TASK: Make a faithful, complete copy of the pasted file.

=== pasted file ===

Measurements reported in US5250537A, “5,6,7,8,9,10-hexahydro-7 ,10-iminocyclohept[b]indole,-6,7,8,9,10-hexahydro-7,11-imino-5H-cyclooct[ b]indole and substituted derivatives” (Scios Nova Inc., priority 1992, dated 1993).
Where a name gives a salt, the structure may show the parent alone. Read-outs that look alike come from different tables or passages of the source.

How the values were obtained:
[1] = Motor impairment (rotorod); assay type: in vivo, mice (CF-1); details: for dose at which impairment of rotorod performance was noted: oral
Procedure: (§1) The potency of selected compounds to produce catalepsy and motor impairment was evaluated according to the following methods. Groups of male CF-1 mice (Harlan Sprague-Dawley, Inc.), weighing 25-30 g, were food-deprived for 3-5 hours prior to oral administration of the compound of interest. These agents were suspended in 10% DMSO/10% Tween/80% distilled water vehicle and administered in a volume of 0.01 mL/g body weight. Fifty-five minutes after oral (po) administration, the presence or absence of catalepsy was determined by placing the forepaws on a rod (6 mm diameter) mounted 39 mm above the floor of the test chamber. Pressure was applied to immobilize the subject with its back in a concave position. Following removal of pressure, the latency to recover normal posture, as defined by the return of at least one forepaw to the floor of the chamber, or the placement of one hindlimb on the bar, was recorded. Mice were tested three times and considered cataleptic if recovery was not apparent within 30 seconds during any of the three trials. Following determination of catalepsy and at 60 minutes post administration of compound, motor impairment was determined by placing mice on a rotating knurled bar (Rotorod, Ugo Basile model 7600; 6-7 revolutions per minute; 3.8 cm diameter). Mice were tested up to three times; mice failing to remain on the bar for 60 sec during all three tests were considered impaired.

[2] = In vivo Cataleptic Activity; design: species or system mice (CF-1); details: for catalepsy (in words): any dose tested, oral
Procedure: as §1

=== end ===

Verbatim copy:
Measurements reported in US5250537A, “5,6,7,8,9,10-hexahydro-7 ,10-iminocyclohept[b]indole,-6,7,8,9,10-hexahydro-7,11-imino-5H-cyclooct[ b]indole and substituted derivatives” (Scios Nova Inc., priority 1992, dated 1993).
Where a name gives a salt, the structure may show the parent alone. Read-outs that look alike come from different tables or passages of the source.

How the values were obtained:
[1] = Motor impairment (rotorod); assay type: in vivo, mice (CF-1); details: for dose at which impairment of rotorod performance was noted: oral
Procedure: (§1) The potency of selected compounds to produce catalepsy and motor impairment was evaluated according to the following methods. Groups of male CF-1 mice (Harlan Sprague-Dawley, Inc.), weighing 25-30 g, were food-deprived for 3-5 hours prior to oral administration of the compound of interest. These agents were suspended in 10% DMSO/10% Tween/80% distilled water vehicle and administered in a volume of 0.01 mL/g body weight. Fifty-five minutes after oral (po) administration, the presence or absence of catalepsy was determined by placing the forepaws on a rod (6 mm diameter) mounted 39 mm above the floor of the test chamber. Pressure was applied to immobilize the subject with its back in a concave position. Following removal of pressure, the latency to recover normal posture, as defined by the return of at least one forepaw to the floor of the chamber, or the placement of one hindlimb on the bar, was recorded. Mice were tested three times and considered cataleptic if recovery was not apparent within 30 seconds during any of the three trials. Following determination of catalepsy and at 60 minutes post administration of compound, motor impairment was determined by placing mice on a rotating knurled bar (Rotorod, Ugo Basile model 7600; 6-7 revolutions per minute; 3.8 cm diameter). Mice were tested up to three times; mice failing to remain on the bar for 60 sec during all three tests were considered impaired.

[2] = In vivo Cataleptic Activity; design: species or system mice (CF-1); details: for catalepsy (in words): any dose tested, oral
Procedure: as §1